THE ART OF PERFORMANCE
The famous Greek lyricist
Simonides once said that poetry is the art of painting with speech. The
ShawChicago theatre company, a non-profit organization created in 1994,
brings to life this common phrase with a dedication to diction and text
of plays by famous authors.
The cultural affairs committee
brought the expert acting troupe to campus for a workshop that provided
students with advice for careers in theatre, tips and techniques for acting,
and an evening performance.
"The focus of the workshop
was on developing distinct and meaningful vocal qualities during the oral
interpretation of literature," said John Sebestyen, assistant professor
of communication arts at the College. "The workshop leaders, Terence Gallagher
and Mary Michelle, enriched the work that I have been doing with my theatre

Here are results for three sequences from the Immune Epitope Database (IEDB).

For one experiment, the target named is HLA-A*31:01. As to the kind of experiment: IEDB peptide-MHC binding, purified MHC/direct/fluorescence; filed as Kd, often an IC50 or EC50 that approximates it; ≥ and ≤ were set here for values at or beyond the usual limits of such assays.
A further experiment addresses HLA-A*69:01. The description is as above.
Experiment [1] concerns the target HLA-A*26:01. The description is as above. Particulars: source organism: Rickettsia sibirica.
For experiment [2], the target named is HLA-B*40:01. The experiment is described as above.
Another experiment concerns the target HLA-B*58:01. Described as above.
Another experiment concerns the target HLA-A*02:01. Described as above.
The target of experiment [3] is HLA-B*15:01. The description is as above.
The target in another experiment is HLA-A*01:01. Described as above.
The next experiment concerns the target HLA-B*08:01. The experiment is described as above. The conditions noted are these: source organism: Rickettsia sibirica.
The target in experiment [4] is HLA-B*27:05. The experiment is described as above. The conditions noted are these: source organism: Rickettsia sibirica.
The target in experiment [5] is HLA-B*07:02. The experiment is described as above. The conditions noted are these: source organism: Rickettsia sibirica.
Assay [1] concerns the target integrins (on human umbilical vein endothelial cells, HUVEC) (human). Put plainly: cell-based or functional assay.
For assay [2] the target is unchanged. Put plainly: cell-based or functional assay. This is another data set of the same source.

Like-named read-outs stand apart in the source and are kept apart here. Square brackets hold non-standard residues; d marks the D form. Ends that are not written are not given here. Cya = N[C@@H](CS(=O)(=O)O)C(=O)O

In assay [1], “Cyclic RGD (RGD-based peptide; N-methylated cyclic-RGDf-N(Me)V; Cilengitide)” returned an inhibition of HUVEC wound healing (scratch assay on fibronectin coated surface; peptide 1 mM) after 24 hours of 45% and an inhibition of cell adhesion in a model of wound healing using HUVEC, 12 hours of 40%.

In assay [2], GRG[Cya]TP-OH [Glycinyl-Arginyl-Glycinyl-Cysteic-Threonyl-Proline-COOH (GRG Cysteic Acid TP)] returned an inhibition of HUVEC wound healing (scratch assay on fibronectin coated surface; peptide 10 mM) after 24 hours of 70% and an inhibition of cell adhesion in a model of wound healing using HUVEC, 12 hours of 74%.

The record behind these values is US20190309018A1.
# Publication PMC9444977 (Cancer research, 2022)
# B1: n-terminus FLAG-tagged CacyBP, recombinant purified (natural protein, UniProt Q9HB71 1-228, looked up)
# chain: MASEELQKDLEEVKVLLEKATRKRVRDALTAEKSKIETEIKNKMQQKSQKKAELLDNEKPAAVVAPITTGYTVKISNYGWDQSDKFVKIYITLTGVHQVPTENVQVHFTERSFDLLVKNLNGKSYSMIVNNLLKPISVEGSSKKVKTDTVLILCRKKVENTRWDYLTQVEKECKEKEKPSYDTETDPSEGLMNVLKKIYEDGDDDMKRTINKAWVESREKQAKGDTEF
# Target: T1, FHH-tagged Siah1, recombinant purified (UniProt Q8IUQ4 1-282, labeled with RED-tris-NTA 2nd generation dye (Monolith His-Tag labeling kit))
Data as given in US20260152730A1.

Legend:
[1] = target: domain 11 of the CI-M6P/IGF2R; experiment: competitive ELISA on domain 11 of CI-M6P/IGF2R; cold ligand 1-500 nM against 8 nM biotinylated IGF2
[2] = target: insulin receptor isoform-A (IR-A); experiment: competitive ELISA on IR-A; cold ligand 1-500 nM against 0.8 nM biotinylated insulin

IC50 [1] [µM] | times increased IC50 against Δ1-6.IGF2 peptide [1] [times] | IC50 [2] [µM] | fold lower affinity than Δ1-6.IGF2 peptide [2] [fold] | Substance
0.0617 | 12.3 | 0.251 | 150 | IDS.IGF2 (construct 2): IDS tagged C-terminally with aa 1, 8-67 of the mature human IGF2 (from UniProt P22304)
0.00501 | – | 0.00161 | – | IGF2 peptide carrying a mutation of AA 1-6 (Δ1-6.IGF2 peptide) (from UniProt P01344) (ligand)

students. They made strong parallels with the training the students have
been receiving at Trinity and the skills that will be useful for them in
the theatre on a larger scale."
The workshop activities began
with a vocal warm up to help make the students feel more comfortable. Through
this tool, the ShawChicago actors demonstrated how to breathe effectively
After the warm up, the professionals
emphasized how to read a script effectively for an audition and pay attention
to repetition, numbers, negativity, and antitheses within a text to make
a reading more interesting.
In the evening, four actors
from ShawChicago performed snippets from The Importance of Being Earnest,
by Oscar Wilde, The Highwayman, by Alfred Noyes, Brown Penny,
by William Butler Yeats, Man and Superman, by George Bernard Shaw,
She Walks in Beauty, by Lord Byron, and How Do I Love Thee?
by Elizabeth Barrett Browning.
"The workshop was a great
learning experience for students," Sebestyen said. "ShawChicago encouraged
my students to become better performers by making more informed, inspired,
and deliberate performance choices. The College wants to provide more opportunities
for its students to meet with professionals in their chosen field; the
visit by the Shaw Chicago members was just one more way to do that."